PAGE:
Face-to-face asking is powerful because when two people communicate in person it creates a level of empathy that is rarely developed otherwise. When we’re in each other’s company we’re more inclined to want to be seen as good, and to see the good in others. And that makes us more willing to help the other.
As Anne Loehr points out in her terrific post, we all have the capacity for empathy. While our levels of innate capacity might vary, with practice we can all increase our empathy for others.
Listen and Don’t Interrupt
Number one on her practice list is “Listen and Don’t Interrupt.” What better advice could there be for a fundraiser, right? Our power lies in our ability to listen, and to learn from what we hear.
Do you listen to learn…or do you listen to respond? Think about that for a minute. Are you always focused on getting your next thought out? Take a breath. Whatever you have to say is probably not as important as what you can learn about your donor by listening.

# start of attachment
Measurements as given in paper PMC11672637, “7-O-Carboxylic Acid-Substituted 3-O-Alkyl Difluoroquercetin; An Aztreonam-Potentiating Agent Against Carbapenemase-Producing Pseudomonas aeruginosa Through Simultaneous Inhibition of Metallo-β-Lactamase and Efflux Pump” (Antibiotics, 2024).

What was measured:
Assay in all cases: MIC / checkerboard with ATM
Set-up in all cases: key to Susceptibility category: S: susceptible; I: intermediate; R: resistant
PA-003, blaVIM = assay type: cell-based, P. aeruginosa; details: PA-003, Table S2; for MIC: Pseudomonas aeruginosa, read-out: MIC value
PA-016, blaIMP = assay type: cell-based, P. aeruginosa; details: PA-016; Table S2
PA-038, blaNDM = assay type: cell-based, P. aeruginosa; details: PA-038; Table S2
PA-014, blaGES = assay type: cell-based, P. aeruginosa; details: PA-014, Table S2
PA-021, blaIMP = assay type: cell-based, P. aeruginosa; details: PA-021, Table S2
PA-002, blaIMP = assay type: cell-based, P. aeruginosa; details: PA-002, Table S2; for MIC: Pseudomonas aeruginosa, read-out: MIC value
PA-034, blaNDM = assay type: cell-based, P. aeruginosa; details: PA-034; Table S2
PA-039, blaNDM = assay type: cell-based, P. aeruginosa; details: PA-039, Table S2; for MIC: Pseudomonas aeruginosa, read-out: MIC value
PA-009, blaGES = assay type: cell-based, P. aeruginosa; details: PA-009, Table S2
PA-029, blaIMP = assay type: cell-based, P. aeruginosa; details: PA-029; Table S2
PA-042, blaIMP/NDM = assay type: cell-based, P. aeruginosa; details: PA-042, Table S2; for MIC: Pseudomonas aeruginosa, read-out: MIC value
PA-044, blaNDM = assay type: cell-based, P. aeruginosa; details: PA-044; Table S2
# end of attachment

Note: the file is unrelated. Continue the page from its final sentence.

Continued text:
Listening is a skill you can hone. And it’s a skill that uses the eyes and the mind as much as the ears. What is your donor saying and what, perhaps more importantly, is being left unsaid? What is your donor’s body language? Does your donor seem comfortable? Is she leaning in? Or sitting back with her arms crossed? Are you both smiling at times?
The next time you’re with a donor, pick something to work on. Perhaps listen more closely for what’s not being said. Perhaps pay special attention to your donor’s tone of voice. Or her body language. And see what you learn.